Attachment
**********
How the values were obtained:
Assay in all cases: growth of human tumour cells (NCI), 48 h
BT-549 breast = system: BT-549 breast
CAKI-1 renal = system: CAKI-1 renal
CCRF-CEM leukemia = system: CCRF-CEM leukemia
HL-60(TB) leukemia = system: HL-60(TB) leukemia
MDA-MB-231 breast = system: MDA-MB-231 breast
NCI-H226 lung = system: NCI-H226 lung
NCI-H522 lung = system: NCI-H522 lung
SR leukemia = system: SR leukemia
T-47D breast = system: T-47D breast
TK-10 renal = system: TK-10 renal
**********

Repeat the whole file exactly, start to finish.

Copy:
How the values were obtained:
Assay in all cases: growth of human tumour cells (NCI), 48 h
BT-549 breast = system: BT-549 breast
CAKI-1 renal = system: CAKI-1 renal
CCRF-CEM leukemia = system: CCRF-CEM leukemia
HL-60(TB) leukemia = system: HL-60(TB) leukemia
MDA-MB-231 breast = system: MDA-MB-231 breast
NCI-H226 lung = system: NCI-H226 lung
NCI-H522 lung = system: NCI-H522 lung
SR leukemia = system: SR leukemia
T-47D breast = system: T-47D breast
TK-10 renal = system: TK-10 renal